7 Reasons Why Office Printing Will Simply Not Go Away and Die

7 Reasons Why Office Printing Will Simply Not Go Away and Die

7 Reasons Why Office Printing Will Simply Not Go Away and Die

7 Reasons Why Office Printing Will Simply Not Go Away and Die

Many have been predicting printing in the office will die. The predictions only intensified with the advent of the iPhone in 2007. Undoubtedly, we live in a digital world, but 17 years later, we still print at the office.

In 1897, Mark Twain is said to have read his own obituary and then remarked, “The reports of my death are greatly exaggerated.”

It seems the obituaries for both Twain and the office printing were premature.

Indeed, technologies like cloud computing, artificial intelligence, and advanced communication platforms dominate the office environment. It’s easy to understand why printing and copying in the office would become obsolete. However, printing and copying remain indispensable components of office workflows. So, why does office printing persist when the technologies clearly are available to eradicate it? Several factors contribute to their enduring relevance:

  1. Tangible Documentation: There’s still a need for physical copies. Printed materials offer a level of permanence that digital files cannot match. Whether it’s contracts, reports, or presentations, having a hard copy provides a sense of security and reliability.
  2. Accessibility and Convenience: Not everyone has access to digital devices or is proficient in using them. Printed materials are still universally accessible and easy to understand. This makes them crucial for accommodating a range of user preferences and capabilities. Additionally, printing allows for the convenient sharing and distribution of information among colleagues, clients, and stakeholders.
  3. Legal and Compliance Requirements: Many industries have stringent regulations, albeit dated, requiring confidentiality. Printing and copying hard copies of legal documents, financial reports, and sensitive information must comply with these regulatory standards. Moreover, signatures on physical documents often hold more legal weight than a digital signature can offer and never substitute.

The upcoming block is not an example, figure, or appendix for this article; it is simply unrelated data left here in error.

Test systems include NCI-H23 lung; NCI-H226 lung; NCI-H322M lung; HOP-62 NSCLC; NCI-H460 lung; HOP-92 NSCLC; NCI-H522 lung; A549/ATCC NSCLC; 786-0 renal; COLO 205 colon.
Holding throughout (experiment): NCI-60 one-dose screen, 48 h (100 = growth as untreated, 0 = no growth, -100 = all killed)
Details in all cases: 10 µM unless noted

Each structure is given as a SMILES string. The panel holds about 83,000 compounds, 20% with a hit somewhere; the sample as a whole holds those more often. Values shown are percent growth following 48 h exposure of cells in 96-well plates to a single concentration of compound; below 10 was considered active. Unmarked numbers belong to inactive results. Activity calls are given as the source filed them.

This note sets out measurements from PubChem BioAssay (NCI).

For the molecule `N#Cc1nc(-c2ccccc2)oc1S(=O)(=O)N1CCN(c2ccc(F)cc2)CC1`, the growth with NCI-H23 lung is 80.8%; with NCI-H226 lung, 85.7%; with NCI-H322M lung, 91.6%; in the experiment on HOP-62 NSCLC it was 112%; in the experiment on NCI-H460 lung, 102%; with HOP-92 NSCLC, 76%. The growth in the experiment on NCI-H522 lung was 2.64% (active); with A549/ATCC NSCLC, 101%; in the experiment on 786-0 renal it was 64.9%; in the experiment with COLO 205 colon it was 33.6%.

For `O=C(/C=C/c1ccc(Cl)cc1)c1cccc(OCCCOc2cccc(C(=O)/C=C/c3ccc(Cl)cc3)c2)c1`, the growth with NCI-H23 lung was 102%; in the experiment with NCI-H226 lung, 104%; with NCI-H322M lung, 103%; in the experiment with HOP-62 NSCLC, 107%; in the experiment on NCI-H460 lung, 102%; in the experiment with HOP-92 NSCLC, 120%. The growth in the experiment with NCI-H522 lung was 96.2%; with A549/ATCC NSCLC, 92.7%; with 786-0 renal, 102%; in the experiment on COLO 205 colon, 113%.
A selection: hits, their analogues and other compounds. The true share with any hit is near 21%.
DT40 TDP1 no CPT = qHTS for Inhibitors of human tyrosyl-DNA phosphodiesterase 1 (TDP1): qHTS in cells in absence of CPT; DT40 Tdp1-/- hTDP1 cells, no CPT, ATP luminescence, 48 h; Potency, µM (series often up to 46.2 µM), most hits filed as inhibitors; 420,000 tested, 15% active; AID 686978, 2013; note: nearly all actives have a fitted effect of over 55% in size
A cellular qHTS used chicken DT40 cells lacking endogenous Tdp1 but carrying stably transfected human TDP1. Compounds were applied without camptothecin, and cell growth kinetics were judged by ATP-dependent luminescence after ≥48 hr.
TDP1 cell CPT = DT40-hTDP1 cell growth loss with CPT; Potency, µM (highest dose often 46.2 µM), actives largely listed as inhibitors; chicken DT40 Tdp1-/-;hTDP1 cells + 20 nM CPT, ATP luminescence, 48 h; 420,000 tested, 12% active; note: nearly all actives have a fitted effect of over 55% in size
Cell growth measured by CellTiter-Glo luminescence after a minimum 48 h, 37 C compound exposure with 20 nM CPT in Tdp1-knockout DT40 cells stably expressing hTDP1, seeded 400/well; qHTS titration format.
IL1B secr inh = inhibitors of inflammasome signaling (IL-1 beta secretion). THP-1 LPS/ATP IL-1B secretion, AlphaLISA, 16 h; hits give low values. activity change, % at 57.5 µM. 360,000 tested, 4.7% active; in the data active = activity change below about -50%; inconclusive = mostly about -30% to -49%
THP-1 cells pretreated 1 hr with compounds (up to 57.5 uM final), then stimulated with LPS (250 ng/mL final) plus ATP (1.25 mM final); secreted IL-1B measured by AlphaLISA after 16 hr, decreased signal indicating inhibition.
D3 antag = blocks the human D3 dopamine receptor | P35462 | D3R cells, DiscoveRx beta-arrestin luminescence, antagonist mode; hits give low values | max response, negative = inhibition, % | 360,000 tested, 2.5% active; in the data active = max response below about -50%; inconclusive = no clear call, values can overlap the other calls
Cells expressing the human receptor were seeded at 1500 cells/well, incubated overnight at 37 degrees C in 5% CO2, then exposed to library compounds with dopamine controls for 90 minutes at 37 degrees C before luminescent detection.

4. Visual Communication: Printed materials convey certain types of content more effectively. Hard-copy visual aids, such as charts, graphs, and diagrams, can have a greater impact. Printing allows for precise control over formatting and layout, enhancing the clarity and effectiveness of visual communication. Studies have shown that people have better comprehension and retention when reading from printed materials than digital screens. Print media provides a tangible and spatial experience, enabling readers to easily track their progress and location.
  5. Security Concerns: Despite advancements in cybersecurity, concerns about data breaches and cyberattacks persist. Physical documents offer an additional layer of security since they are not susceptible to hacking or digital manipulation. Many organizations still prefer to rely on printed materials for highly sensitive information to minimise the risk of unauthorized access.
  6. Legacy Systems and Infrastructure: Many businesses have invested heavily in printing and copying infrastructure over the years. Transitioning entirely to digital solutions would require significant time, resources, and retraining. For organizations with existing infrastructure, maintaining printing and copying capabilities may be more cost-effective than overhauling their entire workflow.
  7. Psychological Factors: Human behavior and psychology also play a role in the continued use of printing and copying. Some individuals simply prefer the tactile experience of handling physical documents. Moreover, the act of printing and annotating documents can facilitate comprehension and retention, particularly for complex or lengthy materials.



Please comment below about this post, “7 Reasons Why Office Printing Will Simply Not Go Away and Die.”

0 replies

Leave a Comment

Want to join the discussion?
Feel free to contribute!

Leave a Reply

Your email address will not be published. Required fields are marked *